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Where the Money Goes: Part 1

There’s this myth out there that wedding vendors are only charging so much because they are wedding vendors. The reality is that products and services are expensive. While prices vary widely in each category, the range is a factor of the quality, experience, and location of the vendors. You’re also paying for more time than may readily be apparent. A professional vendor will have completed a lot of prep work before the event, and in many cases will have even more work after the wedding.

Each category is different, but since the bulk of the costs for your wedding will go in to the venue/food, we’ll begin there.

I want you to imagine a great date night, just you and your fiance. Everyone will have a different vision of what that entails, but let’s assume that it includes at a minimum food (appetizers, drinks, and dessert) and some form of entertainment. How much did that evening just cost for just the two of you? If you’re like most people in the New York area, it’s unlikely that the evening cost anything less than $100 per person, but it probably cost you way more than that depending on the activity you chose for entertainment and the type of meal you had. Whatever that number looks like for your particular case, I want you to multiply that number by the number of guests that you plan on having at your wedding. You can consider this your food/beverage budget. If your reaction to this is “WHAT??? THAT’S CRAZY!” than it’s likely that you have set up some unrealistic expectations for what is reasonable for your wedding.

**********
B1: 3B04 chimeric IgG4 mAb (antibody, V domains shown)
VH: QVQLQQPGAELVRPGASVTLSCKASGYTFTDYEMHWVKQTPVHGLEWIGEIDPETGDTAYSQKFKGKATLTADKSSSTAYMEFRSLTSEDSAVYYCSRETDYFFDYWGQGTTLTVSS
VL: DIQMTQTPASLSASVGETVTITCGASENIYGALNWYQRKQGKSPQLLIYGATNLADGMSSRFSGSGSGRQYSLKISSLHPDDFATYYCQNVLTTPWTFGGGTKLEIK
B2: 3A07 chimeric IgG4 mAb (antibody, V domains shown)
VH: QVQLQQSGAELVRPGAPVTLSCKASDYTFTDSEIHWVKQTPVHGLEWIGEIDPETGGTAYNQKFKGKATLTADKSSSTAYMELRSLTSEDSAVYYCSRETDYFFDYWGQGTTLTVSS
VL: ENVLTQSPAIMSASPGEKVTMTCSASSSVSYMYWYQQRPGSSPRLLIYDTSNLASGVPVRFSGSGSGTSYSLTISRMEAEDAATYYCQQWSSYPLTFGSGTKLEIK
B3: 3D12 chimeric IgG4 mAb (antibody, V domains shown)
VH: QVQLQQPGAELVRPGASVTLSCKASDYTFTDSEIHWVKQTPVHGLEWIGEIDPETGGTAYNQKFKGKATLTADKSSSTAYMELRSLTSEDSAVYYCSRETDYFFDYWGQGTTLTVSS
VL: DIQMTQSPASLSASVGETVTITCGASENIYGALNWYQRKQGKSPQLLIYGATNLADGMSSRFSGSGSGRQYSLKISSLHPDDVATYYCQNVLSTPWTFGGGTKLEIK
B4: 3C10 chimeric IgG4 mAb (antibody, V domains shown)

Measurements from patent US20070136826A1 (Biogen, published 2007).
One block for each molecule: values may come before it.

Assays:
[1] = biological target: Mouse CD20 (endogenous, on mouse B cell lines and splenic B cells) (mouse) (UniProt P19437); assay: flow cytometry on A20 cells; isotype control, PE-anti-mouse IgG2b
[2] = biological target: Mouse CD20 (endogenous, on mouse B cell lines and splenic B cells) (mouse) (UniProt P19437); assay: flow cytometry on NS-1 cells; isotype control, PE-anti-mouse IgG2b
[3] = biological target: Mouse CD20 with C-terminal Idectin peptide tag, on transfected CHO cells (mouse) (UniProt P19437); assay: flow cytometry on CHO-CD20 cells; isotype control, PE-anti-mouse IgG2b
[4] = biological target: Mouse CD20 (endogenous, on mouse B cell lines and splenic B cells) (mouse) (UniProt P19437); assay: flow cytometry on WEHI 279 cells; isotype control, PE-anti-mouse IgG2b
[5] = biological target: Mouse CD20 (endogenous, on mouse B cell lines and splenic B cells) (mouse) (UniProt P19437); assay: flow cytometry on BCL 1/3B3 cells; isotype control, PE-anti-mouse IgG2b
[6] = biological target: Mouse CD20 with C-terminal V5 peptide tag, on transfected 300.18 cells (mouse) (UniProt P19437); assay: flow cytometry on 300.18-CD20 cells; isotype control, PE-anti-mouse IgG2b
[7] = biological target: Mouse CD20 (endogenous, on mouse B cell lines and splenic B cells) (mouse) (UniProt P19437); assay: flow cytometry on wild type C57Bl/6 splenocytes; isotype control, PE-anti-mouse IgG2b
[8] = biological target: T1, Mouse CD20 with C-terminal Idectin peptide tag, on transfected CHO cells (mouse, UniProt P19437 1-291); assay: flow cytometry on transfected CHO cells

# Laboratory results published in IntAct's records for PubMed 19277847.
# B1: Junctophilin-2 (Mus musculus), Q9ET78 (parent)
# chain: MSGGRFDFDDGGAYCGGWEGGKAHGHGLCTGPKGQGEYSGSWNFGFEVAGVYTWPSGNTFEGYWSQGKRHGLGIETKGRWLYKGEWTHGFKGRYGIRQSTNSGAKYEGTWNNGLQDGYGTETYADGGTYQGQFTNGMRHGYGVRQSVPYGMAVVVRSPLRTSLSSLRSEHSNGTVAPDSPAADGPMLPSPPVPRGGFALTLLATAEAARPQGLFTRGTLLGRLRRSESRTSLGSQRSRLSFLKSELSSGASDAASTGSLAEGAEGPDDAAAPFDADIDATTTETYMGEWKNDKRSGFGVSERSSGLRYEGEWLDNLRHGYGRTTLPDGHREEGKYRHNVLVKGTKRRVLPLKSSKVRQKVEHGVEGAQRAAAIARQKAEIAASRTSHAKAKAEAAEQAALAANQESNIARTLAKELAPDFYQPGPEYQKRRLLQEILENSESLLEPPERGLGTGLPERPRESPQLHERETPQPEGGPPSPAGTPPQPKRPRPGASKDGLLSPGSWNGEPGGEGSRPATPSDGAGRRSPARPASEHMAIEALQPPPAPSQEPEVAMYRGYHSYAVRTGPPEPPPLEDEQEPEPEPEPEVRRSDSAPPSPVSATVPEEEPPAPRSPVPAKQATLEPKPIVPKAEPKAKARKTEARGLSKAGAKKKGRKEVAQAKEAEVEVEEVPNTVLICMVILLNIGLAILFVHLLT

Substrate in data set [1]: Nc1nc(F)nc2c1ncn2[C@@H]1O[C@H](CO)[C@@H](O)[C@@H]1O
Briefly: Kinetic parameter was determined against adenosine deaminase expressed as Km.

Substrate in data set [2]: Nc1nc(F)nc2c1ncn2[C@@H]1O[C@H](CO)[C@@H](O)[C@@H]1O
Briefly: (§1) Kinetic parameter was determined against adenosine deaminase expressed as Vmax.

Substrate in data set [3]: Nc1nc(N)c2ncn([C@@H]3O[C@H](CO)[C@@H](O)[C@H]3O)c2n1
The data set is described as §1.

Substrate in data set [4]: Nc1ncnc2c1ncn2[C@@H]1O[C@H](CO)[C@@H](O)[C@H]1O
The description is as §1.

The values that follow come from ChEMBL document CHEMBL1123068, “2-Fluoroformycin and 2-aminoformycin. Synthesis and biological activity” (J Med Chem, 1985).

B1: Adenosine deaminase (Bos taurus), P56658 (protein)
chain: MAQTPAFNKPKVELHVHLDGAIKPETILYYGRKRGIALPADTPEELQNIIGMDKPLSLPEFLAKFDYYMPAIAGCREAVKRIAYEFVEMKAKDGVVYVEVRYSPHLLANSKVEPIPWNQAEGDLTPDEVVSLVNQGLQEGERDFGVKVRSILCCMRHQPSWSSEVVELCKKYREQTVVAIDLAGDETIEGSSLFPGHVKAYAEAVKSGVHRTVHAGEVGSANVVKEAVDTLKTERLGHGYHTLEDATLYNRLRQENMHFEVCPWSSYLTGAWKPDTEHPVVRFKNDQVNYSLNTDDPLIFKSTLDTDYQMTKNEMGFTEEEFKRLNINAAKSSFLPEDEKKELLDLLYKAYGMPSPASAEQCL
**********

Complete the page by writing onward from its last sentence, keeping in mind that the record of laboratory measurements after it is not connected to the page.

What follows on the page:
Just think about it: if your vision for your wedding was a cocktail hour, a seated dinner with delicious food, includes a premium top shelf open bar, to be enjoyed by 250 of your closest friends, how much did you think it should cost on a per person basis? If you couldn’t get a similar experience in the same location for less with just the two of you, don’t expect to pay less when you multiply your guest list. In a typical restaurant scenario, you sit down for one hour, have one (or maybe a few drinks), perhaps share an appetizer, and you probably skip the desert. When you’re done eating, the table is granted to another patron who will be doing something similar. For your wedding, your wait staff is typically there for you all evening, there is no other patron that will be served, and the menu has been customized for your event. No matter how many ways you try to slice it, it’s going to cost a pretty penny to get that type of an experience.

The difference between the experience you had on date night and the experience you will have for your wedding are vast, but here are a few key pieces to keep in mind:

  • Your wedding is typically customized for your needs; a restaurant dining experience is not.

  • You will typically be sitting at a restaurant for an hour, maybe up to two. After you leave, your table can be used for the next set of diners. For your wedding, there are no new customers coming in an hour, and you will be using the space for way more than an hour.

  • Weddings are typically private events; restaurants can have many groups dining at the same time.

That’s not to say that everyone has the same vision for their wedding. Please understand, this isn’t an effort to define what your wedding should be like. Your wedding is about the two of you, and I believe you should have what you want. My goal here is to help you be realistic about what you’re going to get for the amount you wish to pay. Perhaps your vision doesn’t include so many people, or perhaps you’re okay with not having a seated meal. No matter what you’re envisioning, the important part is to understand that if it wouldn’t cost you less to go out and have a similar experience with just you and your fiancé, it’s not going to cost you less when you add more people to the guest list.

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